After all four got back in the car, Brown told Shepardson that he had just saved her life. They then stopped at a bar in Montrose, Pennsylvania for approximately one-half hour. Cavallaro then drove them back to Baer's apartment for a short visit and then dropped off Shepardson at Buchanan's apartment some time early in the morning on December 11.

Shepardson testified that she was met at the door by Finch and that, after drinking some beer, she fainted. She was awakened early that morning by the police, who questioned her regarding the events of the previous night.

Baer, called to testify by the government, told a somewhat different story. He stated that appellants came to him some time on December 9 or 10 seeking the whereabouts of Brooks and Lamont. Later, the same day, at about 9:00 p.m., they called him on the telephone and told him that Shepardson was obtaining some information about Brooks and that she was expecting a visit from them; further, they asked him to come along because Shepardson was his girlfriend. Baer agreed to go along and called Shepardson and told her they were coming over. According to Baer, during the car ride Brown questioned Shepardson, "trying to sound angry," but did not use force or hold her hands behind the seat. Baer also stated that it was his idea to have appellants place Shepardson and him in front of the car and to fire some shots - the plan being to make Shepardson believe they were going to harm him if she did not reveal what she knew. Baer stated that the guns were aimed up in the air when the shots were fired.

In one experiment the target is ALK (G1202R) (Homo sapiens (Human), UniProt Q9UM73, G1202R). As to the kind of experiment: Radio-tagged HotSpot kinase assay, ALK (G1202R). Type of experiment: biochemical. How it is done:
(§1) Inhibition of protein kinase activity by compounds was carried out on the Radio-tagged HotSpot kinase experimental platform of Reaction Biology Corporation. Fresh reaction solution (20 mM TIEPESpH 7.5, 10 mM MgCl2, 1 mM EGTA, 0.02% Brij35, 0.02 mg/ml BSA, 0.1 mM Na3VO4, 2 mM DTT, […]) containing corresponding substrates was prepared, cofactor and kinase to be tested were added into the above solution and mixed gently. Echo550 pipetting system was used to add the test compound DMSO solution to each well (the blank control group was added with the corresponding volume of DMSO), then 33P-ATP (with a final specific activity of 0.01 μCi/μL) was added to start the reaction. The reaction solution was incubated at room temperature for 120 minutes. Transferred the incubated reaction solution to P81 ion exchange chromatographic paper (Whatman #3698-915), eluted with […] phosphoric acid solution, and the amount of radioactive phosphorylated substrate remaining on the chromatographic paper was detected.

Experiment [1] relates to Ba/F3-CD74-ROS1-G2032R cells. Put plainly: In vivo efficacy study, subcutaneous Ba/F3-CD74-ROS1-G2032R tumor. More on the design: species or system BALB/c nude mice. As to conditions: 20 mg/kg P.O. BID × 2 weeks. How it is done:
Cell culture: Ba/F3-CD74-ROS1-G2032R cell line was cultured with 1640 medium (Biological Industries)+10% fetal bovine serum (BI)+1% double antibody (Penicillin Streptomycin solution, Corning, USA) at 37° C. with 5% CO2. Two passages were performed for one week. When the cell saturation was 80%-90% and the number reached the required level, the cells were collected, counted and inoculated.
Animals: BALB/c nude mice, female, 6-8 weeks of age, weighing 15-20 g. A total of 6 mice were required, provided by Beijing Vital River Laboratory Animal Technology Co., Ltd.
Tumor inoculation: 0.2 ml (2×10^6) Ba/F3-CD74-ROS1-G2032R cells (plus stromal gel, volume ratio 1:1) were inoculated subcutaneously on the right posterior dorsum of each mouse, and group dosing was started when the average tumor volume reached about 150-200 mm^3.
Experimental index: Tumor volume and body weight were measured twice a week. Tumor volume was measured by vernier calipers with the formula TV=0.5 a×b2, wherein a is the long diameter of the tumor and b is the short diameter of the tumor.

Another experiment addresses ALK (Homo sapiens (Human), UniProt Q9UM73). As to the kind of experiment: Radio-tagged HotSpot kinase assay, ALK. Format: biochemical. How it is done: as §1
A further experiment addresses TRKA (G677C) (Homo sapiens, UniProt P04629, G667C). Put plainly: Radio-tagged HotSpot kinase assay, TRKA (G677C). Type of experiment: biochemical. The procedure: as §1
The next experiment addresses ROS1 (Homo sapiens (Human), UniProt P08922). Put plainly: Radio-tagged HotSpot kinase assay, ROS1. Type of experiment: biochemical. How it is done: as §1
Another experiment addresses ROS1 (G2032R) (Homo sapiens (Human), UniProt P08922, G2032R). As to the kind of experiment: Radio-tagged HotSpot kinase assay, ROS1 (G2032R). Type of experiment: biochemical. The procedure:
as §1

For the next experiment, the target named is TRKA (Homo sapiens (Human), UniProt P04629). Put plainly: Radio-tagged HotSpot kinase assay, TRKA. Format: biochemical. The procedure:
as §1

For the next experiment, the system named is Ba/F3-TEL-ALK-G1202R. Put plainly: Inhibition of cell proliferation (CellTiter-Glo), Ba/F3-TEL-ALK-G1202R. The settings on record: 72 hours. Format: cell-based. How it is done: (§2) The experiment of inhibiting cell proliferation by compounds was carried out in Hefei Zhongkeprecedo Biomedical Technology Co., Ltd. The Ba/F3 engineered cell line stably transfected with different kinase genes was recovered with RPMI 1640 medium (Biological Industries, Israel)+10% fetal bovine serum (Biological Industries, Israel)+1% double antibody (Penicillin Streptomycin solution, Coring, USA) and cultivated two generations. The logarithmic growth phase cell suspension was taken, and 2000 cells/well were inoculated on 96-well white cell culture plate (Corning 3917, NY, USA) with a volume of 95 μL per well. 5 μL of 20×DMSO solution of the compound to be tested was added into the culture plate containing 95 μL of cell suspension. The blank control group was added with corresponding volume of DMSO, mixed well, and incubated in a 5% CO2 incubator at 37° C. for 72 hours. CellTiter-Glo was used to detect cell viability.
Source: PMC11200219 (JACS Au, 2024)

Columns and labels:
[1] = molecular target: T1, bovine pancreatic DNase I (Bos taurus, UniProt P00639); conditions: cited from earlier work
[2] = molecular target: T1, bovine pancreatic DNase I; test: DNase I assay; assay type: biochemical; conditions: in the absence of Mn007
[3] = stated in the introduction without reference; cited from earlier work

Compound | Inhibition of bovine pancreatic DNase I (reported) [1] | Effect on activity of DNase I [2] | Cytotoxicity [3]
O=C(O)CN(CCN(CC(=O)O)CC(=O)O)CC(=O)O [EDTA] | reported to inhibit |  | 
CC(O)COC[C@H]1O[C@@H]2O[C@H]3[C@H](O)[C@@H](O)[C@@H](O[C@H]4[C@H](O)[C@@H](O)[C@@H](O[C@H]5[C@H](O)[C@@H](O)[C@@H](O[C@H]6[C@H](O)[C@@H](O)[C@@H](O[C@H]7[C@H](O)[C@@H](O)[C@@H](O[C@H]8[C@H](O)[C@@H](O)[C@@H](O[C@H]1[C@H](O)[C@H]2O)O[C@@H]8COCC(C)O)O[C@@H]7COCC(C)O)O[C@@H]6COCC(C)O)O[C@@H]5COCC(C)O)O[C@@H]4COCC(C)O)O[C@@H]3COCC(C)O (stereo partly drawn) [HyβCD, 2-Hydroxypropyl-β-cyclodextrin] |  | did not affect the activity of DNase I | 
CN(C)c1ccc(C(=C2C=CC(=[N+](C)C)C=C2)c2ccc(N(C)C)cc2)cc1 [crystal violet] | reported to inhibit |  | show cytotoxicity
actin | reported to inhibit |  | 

Buchanan and Finch were also called by the government. Buchanan testified that when Brown came to her apartment on the evening of December 10, he entered the apartment with a gun tucked under his belt and told Shepardson to get her coat and that someone was waiting to speak with her in the car. Brown then took Shepardson's arm and Buchanan watched them depart. Buchanan stated that she saw Shepardson being pushed into a dark colored car.

Finch testified that at about 2:00 p.m. on December 10 Cavallaro, Brown, and Baer came to his apartment. They told him they wanted to see Richard Sampson in order to find "Jerry," who they believed had "ripped them off." According to Finch, Shepardson was present when a general discussion took place regarding Brooks and Sampson. Sampson was not at home and Finch took appellants upstairs and used a knife to open Sampson's door. After inspecting the apartment, appellants left.

Finch stated that he was home at about 2:30 a.m. on December 11, at which time Cavallaro arrived with Shepardson. Cavallaro, who was carrying a pistol in his left hand, dropped off Shepardson and left ...